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Running against Woke

When these politicians rant about fighting “woke,” what exactly do they mean?

2 min read
Cartoon by Nick Anderson

I’ve been fascinated with words pretty much my entire life.

It began with my parents always saying “look it up” when I asked what a word meant. I was a voracious reader then and still am, which added to it. I’m convinced that reading through the entire Sherlock Holmes works multiple times took my understanding and appreciation of words to another level.

In 1976, I read and loved Edwin Newman's book “A Civil Tongue,” where he skewered the “gelatinous verbiage” of Washington and the social sciences, especially that used in news broadcasts.

Then there was Lakoff’s “Don't Think of an Elephant” in 2004, just about the time I got more politically active. Lakoff pointed out the use of code words in politics, and how using those same code words actually helps perpetuate the frame the word stands for.

So it is with some wonder and amusement that I have observed the word “woke” becoming a pejorative. Since when is being awake a bad thing?

In the past, it was common to use the phrase “wake up!” to tell people they were blind to injustice or corruption. This got me to thinking. If a candidate such as Daniel Cameron or Ron DeSantis says they are running against the “woke agenda,” what exactly are they saying? And even more to the point: what do their listeners understand them to mean?

According to multiple dictionaries I consulted (“look it up!”), the term woke started years ago in Black circles to mean “awake to the possibility of racial violence.” It then broadened to mean “alert to racial prejudice and discrimination.”

And finally, in the 2010s, it came to encompass a broader awareness of social inequalities such as sexism, and has also been used as shorthand for American Left ideas involving identity politics and social justice, such as the notion of white privilege and slavery reparations for African Americans.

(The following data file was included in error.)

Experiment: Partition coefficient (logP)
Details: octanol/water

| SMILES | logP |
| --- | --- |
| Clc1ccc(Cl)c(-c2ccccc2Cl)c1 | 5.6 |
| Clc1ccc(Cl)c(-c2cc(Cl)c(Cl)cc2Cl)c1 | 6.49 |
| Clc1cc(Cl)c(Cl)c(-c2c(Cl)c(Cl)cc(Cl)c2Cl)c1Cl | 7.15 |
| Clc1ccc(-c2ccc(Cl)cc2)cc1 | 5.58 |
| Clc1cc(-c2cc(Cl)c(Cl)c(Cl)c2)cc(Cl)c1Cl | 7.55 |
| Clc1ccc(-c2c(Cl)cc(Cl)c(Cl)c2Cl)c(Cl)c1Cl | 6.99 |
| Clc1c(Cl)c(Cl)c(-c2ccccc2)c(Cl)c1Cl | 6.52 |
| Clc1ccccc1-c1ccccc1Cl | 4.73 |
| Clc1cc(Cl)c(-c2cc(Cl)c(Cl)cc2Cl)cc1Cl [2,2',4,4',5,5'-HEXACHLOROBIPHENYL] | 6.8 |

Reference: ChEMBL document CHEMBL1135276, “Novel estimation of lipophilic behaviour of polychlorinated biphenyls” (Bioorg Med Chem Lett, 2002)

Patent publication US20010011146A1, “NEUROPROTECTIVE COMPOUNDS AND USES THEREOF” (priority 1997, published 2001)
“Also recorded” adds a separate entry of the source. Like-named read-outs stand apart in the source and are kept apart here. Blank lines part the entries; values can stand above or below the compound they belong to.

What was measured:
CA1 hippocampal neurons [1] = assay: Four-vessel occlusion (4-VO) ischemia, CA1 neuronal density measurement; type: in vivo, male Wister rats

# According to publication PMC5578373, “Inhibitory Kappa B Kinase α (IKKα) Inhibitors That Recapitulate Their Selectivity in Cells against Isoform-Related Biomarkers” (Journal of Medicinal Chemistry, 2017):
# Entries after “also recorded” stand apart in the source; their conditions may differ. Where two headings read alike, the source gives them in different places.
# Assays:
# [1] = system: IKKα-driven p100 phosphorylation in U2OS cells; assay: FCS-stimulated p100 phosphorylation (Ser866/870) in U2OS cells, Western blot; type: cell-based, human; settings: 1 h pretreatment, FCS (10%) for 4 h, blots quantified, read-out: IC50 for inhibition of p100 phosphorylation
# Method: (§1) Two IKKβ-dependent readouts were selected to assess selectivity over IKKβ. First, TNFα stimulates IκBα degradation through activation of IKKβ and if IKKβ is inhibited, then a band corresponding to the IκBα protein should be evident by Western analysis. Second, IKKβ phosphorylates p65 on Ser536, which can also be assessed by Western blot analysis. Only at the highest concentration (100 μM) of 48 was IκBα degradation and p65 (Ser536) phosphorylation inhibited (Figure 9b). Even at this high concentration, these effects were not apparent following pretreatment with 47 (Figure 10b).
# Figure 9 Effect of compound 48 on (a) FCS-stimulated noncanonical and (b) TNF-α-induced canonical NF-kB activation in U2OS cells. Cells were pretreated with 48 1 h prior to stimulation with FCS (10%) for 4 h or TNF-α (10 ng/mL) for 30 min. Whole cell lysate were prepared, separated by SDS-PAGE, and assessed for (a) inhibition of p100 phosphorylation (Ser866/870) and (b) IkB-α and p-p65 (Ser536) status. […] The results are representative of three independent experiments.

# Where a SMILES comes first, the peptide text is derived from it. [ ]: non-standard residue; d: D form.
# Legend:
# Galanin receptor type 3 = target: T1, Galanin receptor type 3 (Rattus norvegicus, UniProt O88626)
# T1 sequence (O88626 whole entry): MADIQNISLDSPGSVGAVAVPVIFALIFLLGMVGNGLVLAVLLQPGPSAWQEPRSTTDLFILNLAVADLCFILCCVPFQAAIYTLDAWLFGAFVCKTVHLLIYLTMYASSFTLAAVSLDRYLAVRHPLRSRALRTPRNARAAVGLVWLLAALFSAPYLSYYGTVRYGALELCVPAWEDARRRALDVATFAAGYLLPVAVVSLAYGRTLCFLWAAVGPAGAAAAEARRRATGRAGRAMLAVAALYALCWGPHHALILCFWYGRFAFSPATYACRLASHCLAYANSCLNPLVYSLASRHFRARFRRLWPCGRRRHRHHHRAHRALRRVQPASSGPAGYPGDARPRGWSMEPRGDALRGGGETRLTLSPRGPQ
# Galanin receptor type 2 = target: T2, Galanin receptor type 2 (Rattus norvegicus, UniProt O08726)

Woke, then, is generally accepted to mean being aware of the ongoing issues of racism, sexism, homophobia, white supremacy, and white privilege, and the need for social justice. So when a candidate rails on about opposing the woke agenda, what are they really saying?

They are saying they support racism, sexism, homophobia, and white supremacy. It’s as simple as that.

Now of course, if you ask them if that’s what they mean, they will deny it. They will say they are running against being too aware of those things. They will say they don’t want to be extreme in dealing with those issues.

But again, what does that mean? It means stop talking about those things. Stop trying to do anything about those things. “No, no, no, no, no, I can't hear you!”

Just as Edwin Newman provided translations of some of the most pernicious phrases of his day, we need to provide and promote translations of the words of right-wing fear mongers like Cameron and DeSantis. We need to make it clear.

If they say they are running against “woke,” what they are really saying is: We don’t want to hear about those things. We don’t want to think about those things. We want to keep things the way they are – and that includes keeping hate in place.


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Bruce Maples

Bruce Maples has been involved in politics and activism since 2004, when he became active in the Kerry Kentucky movement. (Read the rest of his bio on the Bruce Maples Bio page in the bottom nav bar.)

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